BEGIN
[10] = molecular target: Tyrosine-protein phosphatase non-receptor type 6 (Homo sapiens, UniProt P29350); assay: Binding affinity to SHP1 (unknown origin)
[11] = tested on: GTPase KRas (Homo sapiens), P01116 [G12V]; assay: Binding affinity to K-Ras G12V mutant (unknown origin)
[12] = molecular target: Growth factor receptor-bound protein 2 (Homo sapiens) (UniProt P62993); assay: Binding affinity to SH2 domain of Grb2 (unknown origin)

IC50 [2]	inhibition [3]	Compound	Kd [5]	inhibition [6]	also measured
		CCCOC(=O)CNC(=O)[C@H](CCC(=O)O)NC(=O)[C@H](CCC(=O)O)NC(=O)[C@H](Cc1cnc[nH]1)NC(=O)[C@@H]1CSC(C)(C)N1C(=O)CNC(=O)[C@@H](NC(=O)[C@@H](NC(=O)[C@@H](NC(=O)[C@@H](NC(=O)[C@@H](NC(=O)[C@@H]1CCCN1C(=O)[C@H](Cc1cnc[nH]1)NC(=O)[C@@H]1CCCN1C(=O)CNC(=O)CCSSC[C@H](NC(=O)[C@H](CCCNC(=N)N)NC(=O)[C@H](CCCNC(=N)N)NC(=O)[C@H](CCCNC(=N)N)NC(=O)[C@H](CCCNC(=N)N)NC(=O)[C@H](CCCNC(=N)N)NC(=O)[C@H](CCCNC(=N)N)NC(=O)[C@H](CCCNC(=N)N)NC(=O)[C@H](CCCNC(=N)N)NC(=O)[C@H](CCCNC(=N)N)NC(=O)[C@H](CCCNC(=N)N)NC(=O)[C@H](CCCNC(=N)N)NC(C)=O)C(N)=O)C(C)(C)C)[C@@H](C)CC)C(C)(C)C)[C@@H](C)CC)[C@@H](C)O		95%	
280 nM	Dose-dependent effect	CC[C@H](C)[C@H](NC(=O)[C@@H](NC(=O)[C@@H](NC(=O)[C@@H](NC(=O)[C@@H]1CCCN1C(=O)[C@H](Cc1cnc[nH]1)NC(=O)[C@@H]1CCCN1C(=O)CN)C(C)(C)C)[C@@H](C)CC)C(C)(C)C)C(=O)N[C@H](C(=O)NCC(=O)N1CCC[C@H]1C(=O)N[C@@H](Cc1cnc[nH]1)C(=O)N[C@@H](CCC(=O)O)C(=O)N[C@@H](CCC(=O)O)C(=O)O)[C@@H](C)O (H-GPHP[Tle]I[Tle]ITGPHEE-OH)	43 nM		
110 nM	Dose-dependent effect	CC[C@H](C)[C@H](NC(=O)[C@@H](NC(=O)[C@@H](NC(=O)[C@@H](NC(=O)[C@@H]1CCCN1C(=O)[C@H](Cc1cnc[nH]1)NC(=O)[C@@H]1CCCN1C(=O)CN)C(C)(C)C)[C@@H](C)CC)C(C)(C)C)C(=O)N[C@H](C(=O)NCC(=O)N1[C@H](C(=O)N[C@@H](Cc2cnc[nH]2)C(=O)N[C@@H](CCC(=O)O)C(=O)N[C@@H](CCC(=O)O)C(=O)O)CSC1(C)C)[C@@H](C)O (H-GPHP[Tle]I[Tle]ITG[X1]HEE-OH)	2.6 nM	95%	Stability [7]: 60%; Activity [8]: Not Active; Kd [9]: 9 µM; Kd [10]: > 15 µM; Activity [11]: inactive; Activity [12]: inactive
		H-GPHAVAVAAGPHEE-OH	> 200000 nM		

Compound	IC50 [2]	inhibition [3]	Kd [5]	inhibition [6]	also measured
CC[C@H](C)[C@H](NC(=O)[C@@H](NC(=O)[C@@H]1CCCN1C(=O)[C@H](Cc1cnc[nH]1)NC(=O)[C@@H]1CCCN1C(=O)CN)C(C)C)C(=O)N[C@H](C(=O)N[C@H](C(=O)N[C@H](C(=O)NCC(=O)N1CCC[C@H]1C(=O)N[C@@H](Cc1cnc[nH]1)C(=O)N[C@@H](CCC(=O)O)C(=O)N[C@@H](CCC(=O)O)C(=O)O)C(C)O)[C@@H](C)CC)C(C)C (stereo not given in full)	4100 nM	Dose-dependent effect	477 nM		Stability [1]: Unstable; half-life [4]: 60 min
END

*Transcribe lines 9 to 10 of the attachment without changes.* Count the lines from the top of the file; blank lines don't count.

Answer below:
Compound	IC50 [2]	inhibition [3]	Kd [5]	inhibition [6]	also measured
CC[C@H](C)[C@H](NC(=O)[C@@H](NC(=O)[C@@H]1CCCN1C(=O)[C@H](Cc1cnc[nH]1)NC(=O)[C@@H]1CCCN1C(=O)CN)C(C)C)C(=O)N[C@H](C(=O)N[C@H](C(=O)N[C@H](C(=O)NCC(=O)N1CCC[C@H]1C(=O)N[C@@H](Cc1cnc[nH]1)C(=O)N[C@@H](CCC(=O)O)C(=O)N[C@@H](CCC(=O)O)C(=O)O)C(C)O)[C@@H](C)CC)C(C)C (stereo not given in full)	4100 nM	Dose-dependent effect	477 nM		Stability [1]: Unstable; half-life [4]: 60 min